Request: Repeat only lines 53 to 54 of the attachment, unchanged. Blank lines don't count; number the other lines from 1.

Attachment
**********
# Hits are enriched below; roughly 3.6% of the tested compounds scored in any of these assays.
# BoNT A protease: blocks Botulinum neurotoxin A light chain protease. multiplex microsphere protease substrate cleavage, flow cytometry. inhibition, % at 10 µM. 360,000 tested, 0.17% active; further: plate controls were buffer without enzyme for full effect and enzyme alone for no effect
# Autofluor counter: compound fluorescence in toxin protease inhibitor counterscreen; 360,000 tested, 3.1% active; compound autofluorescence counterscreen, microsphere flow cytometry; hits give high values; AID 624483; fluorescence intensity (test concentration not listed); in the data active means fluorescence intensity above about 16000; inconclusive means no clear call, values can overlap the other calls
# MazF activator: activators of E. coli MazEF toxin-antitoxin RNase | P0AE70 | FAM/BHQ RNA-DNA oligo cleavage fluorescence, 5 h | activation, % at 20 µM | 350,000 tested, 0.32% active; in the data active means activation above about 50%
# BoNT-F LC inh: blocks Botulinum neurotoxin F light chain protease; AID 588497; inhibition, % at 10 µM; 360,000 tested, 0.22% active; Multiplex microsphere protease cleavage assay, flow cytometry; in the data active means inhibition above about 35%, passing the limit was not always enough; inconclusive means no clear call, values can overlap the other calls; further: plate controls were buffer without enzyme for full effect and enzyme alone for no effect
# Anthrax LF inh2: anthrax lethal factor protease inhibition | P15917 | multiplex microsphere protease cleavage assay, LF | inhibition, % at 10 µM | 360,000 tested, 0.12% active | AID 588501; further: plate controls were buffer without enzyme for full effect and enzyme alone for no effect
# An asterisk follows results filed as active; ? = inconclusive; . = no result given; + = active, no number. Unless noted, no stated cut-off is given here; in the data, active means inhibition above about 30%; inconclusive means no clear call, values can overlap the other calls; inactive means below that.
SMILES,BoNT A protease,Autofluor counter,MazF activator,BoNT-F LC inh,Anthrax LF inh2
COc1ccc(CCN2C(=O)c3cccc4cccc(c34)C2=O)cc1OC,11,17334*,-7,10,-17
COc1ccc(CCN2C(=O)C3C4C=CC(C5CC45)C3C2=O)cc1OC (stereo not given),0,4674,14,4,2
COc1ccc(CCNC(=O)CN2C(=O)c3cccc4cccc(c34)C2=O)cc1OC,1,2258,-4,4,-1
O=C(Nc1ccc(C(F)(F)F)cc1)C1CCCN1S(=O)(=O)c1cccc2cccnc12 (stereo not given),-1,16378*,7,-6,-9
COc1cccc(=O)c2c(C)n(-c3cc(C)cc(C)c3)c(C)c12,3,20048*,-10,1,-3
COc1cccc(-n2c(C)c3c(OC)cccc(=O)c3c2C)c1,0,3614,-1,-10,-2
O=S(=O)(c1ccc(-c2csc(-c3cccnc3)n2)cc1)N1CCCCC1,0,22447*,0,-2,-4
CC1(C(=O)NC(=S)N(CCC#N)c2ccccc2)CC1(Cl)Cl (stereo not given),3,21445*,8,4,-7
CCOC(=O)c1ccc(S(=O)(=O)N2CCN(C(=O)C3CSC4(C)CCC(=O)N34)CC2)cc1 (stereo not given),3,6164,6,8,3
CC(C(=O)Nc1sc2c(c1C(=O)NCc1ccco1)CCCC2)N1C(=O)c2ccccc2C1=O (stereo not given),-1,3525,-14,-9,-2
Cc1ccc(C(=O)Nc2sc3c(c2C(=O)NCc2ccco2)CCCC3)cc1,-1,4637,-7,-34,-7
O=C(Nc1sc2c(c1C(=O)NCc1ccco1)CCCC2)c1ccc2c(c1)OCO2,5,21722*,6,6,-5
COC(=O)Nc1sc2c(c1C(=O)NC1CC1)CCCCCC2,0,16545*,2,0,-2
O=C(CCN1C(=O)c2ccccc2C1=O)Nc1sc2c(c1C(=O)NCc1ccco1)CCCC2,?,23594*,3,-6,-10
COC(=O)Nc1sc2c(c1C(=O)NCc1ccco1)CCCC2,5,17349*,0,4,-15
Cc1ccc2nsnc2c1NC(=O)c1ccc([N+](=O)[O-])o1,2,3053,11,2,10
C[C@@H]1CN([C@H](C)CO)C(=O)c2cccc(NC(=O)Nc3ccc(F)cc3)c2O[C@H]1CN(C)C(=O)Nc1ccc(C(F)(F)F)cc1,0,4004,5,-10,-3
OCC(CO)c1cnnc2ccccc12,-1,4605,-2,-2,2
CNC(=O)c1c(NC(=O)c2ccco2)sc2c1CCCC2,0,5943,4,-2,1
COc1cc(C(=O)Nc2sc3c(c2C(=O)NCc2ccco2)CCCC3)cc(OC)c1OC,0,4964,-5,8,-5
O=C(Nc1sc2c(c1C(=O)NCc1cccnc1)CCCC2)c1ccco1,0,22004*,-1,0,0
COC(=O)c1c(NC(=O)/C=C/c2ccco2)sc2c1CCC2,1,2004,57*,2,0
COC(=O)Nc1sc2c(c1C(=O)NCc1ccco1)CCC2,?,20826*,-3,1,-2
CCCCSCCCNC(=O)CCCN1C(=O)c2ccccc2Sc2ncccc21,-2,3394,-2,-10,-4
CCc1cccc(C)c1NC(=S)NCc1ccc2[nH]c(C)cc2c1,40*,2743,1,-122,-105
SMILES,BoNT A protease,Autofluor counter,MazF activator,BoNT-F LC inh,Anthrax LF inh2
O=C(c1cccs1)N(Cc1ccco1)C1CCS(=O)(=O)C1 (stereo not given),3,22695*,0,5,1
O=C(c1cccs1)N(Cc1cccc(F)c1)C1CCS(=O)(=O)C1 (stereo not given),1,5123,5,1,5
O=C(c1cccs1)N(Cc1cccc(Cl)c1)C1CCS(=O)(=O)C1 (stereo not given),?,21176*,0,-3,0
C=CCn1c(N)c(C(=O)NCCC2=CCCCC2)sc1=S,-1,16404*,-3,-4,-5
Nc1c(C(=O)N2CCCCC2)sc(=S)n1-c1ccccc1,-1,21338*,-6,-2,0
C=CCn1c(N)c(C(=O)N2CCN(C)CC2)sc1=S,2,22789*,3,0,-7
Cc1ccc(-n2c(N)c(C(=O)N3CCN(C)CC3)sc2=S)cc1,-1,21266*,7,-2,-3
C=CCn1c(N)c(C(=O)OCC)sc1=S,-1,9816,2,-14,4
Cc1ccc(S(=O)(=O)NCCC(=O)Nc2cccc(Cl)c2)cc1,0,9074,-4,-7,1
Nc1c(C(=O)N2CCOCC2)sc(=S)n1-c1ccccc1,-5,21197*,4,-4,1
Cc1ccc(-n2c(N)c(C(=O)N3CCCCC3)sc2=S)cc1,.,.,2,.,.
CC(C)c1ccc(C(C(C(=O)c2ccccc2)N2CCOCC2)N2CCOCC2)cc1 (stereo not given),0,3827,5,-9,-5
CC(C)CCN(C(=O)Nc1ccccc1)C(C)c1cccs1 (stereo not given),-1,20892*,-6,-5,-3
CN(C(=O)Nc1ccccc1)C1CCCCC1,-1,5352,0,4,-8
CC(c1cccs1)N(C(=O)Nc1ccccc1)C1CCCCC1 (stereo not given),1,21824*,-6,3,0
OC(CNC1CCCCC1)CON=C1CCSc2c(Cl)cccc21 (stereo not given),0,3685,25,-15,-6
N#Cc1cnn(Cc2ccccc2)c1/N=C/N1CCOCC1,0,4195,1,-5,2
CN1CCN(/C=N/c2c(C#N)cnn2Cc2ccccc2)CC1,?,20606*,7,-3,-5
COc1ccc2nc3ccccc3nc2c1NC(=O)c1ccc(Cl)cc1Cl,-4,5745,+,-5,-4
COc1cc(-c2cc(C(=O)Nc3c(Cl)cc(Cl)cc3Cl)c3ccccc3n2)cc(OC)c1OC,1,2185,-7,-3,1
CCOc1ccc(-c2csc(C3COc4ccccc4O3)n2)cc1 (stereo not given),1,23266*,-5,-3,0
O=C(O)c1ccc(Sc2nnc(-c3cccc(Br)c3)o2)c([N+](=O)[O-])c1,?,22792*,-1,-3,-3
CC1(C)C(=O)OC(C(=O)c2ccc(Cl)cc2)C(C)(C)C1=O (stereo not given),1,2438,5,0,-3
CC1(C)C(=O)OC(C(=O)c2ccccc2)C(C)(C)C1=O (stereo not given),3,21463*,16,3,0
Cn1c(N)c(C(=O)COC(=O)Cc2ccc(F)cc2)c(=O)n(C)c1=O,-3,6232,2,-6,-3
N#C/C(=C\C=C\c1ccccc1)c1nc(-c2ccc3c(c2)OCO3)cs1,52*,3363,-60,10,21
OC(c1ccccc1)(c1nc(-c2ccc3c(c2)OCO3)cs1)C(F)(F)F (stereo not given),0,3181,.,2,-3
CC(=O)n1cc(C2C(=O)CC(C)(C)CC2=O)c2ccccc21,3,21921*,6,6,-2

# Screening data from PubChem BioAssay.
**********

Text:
COc1ccc2nc3ccccc3nc2c1NC(=O)c1ccc(Cl)cc1Cl,-4,5745,+,-5,-4
COc1cc(-c2cc(C(=O)Nc3c(Cl)cc(Cl)cc3Cl)c3ccccc3n2)cc(OC)c1OC,1,2185,-7,-3,1